Why should 'intelligent airports' be embraced?
ASK THE EXPERT: Why should ‘intelligent airports’ be embraced in the Middle East?
Written by Jihad Boueri is SITA’s regional vice president of solution line in the Middle East and North Africa
The need for intelligent airports
With a bright forecast for aircraft movements and passenger traffic in the Middle East, there are unique growth opportunities for airports throughout the region. At the same time, travellers have become more and more demanding, which has increased the pressure for airports to improve their customer service, while continuing to lower their operating costs.
Finding a solution to address the problem
Technology is currently available for airports to simplify the passenger experience, with a focus on mobility, self-service and collaborative decision making. In terms of mobility, for example, smart phones are the only device needed to travel and can be utilised for passengers to store their booking reservations, airline tickets, boarding passes, baggage tags and e-passports, which eliminates the need for paper. In addition, passengers can receive a series of personalised messages from the airport on their smart phones, if requested. This could include anything from flight updates, such as delays in departure times or changes to boarding gates, to more customised information, like special discounts for duty free shopping, based on data from your profile.
The emergence of self-service facilities
Self-service has also been embraced by airports to improve the passenger experience and lower operating costs. A classic example is Dubai International Airport, where self-service kiosks have been established to shorten the boarding process, while the ‘e-gate’ system has become a popular option to complete immigration. Unfortunately, some bottlenecks are still apparent with these innovations, whether it’s the need to check-in baggage after completing the self-service process, or manual checks after using the ‘e-gate’ technology. This will change in the near future, with technology now available for passengers to complete the whole process without human intervention. The cost reduction from such developments will be unquestionable for airports in the Middle East and beyond.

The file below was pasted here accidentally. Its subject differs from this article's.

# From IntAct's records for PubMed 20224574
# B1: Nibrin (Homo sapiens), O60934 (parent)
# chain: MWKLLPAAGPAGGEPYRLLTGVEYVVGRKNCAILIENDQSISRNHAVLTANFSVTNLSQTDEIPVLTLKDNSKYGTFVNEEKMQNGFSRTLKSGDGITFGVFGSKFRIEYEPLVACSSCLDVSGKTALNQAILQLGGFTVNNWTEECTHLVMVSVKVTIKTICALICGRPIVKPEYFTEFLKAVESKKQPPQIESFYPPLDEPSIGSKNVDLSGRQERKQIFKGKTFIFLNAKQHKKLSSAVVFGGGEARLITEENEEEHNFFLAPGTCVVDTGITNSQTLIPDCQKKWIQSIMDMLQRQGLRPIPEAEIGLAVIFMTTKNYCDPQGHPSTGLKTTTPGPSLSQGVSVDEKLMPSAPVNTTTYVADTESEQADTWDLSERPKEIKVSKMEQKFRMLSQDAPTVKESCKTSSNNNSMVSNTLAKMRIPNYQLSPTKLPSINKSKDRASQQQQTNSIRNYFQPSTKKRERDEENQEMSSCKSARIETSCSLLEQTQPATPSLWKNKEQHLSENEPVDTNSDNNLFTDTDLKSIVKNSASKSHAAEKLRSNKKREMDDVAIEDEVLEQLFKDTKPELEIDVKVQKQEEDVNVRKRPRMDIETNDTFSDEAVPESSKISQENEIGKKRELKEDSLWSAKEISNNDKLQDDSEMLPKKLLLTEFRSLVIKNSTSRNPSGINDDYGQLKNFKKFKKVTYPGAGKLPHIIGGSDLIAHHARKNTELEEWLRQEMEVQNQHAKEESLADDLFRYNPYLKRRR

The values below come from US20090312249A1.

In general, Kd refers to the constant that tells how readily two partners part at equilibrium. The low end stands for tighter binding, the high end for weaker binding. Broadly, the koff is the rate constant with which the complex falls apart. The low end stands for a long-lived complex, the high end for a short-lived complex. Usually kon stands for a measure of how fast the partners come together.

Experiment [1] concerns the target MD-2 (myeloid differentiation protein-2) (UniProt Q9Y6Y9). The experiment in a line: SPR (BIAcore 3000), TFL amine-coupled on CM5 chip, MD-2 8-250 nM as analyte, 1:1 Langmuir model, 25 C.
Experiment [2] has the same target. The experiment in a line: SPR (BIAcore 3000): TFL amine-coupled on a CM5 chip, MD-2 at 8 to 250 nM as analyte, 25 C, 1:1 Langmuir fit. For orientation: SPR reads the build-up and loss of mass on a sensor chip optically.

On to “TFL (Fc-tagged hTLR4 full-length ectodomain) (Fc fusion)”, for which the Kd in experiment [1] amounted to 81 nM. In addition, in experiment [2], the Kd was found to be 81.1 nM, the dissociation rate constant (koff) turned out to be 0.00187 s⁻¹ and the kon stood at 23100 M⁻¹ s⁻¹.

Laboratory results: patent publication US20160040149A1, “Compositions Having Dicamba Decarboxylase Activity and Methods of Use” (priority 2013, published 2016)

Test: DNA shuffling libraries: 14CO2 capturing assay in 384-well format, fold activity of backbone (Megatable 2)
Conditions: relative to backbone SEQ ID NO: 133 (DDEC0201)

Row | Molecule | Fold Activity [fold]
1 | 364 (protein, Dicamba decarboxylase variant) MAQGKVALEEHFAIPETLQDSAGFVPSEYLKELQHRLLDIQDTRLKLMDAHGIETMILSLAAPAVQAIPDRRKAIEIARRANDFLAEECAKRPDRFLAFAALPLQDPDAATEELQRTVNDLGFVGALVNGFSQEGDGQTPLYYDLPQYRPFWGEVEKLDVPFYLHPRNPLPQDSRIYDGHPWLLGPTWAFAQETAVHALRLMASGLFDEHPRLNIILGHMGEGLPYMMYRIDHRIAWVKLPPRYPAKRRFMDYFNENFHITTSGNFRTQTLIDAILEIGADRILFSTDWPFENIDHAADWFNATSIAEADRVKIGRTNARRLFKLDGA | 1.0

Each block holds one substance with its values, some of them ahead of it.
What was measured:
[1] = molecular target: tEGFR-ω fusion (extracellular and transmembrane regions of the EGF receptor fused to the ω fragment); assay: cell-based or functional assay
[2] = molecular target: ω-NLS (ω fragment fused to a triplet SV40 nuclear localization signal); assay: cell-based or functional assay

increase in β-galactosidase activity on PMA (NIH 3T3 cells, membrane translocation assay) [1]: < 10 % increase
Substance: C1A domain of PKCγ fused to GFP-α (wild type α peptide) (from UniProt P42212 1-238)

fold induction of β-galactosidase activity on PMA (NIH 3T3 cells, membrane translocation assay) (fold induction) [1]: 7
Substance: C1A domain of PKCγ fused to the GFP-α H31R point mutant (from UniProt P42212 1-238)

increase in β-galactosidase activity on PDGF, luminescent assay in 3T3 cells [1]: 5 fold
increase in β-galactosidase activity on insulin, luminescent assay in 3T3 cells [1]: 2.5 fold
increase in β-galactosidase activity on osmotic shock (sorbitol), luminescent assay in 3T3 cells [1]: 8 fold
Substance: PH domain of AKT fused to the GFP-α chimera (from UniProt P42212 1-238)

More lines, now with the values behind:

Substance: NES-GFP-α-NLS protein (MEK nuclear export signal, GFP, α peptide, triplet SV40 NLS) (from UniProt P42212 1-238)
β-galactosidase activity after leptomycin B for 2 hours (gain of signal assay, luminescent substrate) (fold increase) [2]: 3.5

Adopting a collaborative approach
A third focus area for airports is collaborative decision making. At present, a number of different systems have been implemented in airports, with ground handling services, airline operations and other departments having their own systems in place, which are integrated and communicate with each other in a reactive manner, instead of proactive manner. Therefore, with last-minute changes in the schedule, an airline will inform the airport, the airport will inform the ground handler, and that staggered approach will continue onto other stakeholders in the airport. This can be overhauled using a collaborative decision tool, where a command centre is established to receive all the information from ground-handling, airlines, control tower, airport and other relevant parties. There is full visibility, with the creation of business intelligence reports that can be distributed to improve the decision making process.
Turning ‘intelligent airport’ into a reality
If these trends for mobility, self-service and collaborative decision making are combined, airports can reduce their operational costs, improve their customer service, and provide their external stakeholders with accurate information on time. SITA has been working with a number of airports throughout the world to achieve this and based on annual surveys with our customers, it is believed that 70% of airports plan to offer mobile services by 2013, 75% of top 50 airports plan to install collaborative decision making tools by 2013 and 71% of passengers already use self check in kiosks. Therefore, we expect a lot of implementations to be completed within the next two years, turning the vision into a reality.